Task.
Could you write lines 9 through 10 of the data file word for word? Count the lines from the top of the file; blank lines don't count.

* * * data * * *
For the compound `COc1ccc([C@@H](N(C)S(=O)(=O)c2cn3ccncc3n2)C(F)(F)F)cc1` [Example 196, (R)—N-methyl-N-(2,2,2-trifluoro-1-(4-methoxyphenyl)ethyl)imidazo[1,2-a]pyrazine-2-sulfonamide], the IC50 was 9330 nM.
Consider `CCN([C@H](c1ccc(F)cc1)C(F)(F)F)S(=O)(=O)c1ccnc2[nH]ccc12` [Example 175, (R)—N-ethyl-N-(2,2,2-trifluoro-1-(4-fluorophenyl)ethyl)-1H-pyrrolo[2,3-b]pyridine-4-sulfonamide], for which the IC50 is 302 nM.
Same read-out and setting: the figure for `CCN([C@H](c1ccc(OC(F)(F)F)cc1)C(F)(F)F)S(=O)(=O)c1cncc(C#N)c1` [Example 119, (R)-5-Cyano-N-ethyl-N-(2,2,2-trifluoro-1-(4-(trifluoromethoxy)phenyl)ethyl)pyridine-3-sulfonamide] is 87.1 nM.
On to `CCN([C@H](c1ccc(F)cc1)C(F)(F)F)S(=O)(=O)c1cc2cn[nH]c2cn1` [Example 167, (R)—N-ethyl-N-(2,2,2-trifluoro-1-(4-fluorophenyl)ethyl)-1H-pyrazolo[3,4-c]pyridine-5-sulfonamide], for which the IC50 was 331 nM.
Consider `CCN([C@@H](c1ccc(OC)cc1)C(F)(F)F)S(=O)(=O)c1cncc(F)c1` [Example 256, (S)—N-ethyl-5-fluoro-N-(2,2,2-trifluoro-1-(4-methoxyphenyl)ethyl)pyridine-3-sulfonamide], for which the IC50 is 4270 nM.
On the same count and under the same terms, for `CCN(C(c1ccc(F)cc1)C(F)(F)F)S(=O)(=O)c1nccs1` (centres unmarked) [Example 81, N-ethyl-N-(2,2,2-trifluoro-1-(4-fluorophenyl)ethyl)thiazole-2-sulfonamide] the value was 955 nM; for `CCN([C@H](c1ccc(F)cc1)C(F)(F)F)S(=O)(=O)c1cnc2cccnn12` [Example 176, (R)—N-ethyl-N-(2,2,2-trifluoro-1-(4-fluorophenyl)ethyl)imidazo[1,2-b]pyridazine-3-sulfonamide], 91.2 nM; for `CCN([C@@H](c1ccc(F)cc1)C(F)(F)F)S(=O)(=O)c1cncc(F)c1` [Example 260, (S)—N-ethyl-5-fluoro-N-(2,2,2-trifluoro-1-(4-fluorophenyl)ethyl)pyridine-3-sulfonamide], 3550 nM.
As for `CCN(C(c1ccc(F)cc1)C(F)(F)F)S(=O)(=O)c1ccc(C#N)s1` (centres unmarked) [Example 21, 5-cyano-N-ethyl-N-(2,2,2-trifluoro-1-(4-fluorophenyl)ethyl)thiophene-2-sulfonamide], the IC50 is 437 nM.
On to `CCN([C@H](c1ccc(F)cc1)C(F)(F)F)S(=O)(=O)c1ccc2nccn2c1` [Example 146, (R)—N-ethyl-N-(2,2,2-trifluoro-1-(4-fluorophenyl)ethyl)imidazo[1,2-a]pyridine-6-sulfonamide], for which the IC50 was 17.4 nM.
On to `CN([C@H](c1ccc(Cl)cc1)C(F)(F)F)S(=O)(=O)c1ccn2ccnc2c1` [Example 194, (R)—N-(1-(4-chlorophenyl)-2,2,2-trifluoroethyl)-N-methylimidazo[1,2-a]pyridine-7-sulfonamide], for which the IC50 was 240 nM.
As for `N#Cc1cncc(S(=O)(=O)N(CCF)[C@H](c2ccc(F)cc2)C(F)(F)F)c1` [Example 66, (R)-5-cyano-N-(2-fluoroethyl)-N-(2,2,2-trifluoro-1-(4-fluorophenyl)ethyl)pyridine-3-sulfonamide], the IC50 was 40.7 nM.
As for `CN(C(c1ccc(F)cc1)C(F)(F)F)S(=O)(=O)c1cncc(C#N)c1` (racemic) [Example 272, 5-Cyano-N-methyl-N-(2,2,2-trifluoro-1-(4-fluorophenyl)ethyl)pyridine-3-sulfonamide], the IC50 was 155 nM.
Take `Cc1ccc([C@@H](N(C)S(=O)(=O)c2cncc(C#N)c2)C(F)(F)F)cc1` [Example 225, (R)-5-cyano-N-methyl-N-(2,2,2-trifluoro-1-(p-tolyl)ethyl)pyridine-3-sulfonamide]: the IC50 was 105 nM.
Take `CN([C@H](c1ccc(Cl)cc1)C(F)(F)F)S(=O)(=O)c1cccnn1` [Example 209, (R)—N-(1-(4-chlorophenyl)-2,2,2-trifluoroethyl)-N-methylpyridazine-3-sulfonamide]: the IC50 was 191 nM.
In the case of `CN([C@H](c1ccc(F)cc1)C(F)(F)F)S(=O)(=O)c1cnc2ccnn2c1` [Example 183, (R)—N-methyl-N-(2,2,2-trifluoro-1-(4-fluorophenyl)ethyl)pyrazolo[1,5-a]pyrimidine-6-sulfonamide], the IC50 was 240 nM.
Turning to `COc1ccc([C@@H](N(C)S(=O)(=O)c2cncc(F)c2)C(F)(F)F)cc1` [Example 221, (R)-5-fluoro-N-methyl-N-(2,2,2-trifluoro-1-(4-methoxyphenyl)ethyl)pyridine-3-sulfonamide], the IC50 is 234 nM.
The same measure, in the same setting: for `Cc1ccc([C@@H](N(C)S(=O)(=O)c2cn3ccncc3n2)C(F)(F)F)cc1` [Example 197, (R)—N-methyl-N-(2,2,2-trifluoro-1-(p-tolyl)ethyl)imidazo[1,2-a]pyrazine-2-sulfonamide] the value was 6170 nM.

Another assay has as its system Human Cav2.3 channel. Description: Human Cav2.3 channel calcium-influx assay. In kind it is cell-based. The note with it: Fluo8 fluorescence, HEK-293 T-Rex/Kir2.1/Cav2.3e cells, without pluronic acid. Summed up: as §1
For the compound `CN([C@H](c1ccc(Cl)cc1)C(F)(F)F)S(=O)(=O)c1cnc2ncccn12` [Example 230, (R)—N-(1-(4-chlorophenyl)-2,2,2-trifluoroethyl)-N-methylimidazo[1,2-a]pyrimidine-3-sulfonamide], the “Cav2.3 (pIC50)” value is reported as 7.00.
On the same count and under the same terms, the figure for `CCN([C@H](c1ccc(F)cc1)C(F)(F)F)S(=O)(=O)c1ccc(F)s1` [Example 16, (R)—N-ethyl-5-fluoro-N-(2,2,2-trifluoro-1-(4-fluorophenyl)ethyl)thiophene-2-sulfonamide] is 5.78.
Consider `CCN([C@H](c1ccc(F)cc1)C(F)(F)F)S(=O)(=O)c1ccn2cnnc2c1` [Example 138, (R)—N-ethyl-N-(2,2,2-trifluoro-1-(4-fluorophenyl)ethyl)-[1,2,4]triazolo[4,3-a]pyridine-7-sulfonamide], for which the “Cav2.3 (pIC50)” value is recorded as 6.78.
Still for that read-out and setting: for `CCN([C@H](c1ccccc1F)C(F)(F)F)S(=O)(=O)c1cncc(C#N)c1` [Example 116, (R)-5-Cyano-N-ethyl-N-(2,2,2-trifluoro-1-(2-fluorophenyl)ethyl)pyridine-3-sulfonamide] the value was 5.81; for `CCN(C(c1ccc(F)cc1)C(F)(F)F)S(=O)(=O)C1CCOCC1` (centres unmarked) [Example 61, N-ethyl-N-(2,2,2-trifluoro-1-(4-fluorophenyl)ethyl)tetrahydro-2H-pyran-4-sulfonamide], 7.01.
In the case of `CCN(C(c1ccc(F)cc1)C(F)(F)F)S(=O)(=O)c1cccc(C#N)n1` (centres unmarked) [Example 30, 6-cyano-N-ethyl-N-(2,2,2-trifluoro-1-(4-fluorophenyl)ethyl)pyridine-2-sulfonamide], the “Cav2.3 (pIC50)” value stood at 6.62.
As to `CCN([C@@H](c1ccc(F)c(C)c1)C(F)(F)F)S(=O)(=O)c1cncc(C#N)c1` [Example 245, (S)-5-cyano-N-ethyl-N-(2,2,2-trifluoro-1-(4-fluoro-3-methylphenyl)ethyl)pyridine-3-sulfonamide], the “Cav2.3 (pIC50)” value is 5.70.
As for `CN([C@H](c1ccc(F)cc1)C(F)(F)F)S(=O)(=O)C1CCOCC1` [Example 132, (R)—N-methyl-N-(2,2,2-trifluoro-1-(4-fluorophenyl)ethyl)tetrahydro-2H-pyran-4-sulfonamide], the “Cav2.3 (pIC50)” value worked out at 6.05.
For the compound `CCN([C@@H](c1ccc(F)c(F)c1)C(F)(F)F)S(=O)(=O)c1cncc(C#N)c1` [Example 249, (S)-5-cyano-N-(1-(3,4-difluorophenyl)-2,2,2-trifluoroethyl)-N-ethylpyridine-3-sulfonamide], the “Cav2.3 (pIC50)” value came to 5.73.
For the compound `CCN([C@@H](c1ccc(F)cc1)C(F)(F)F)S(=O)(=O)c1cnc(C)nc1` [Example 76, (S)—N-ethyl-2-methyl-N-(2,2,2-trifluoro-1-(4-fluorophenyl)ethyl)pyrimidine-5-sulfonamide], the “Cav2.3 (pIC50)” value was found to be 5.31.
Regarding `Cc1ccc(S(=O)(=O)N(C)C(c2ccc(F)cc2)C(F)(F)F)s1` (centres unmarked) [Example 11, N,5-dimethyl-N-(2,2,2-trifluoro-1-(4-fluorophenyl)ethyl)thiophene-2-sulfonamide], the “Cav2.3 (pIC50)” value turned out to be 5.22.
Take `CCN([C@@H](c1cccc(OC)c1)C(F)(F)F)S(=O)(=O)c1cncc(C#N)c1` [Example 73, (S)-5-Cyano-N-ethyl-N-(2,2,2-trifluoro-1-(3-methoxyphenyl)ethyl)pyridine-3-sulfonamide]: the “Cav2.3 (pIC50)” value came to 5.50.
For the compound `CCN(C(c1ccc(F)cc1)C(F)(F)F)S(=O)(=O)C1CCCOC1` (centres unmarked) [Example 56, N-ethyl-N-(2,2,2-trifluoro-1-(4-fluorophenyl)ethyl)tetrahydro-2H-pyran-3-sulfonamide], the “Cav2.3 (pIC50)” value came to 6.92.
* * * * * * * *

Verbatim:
On to `CN([C@H](c1ccc(Cl)cc1)C(F)(F)F)S(=O)(=O)c1ccn2ccnc2c1` [Example 194, (R)—N-(1-(4-chlorophenyl)-2,2,2-trifluoroethyl)-N-methylimidazo[1,2-a]pyridine-7-sulfonamide], for which the IC50 was 240 nM.
As for `N#Cc1cncc(S(=O)(=O)N(CCF)[C@H](c2ccc(F)cc2)C(F)(F)F)c1` [Example 66, (R)-5-cyano-N-(2-fluoroethyl)-N-(2,2,2-trifluoro-1-(4-fluorophenyl)ethyl)pyridine-3-sulfonamide], the IC50 was 40.7 nM.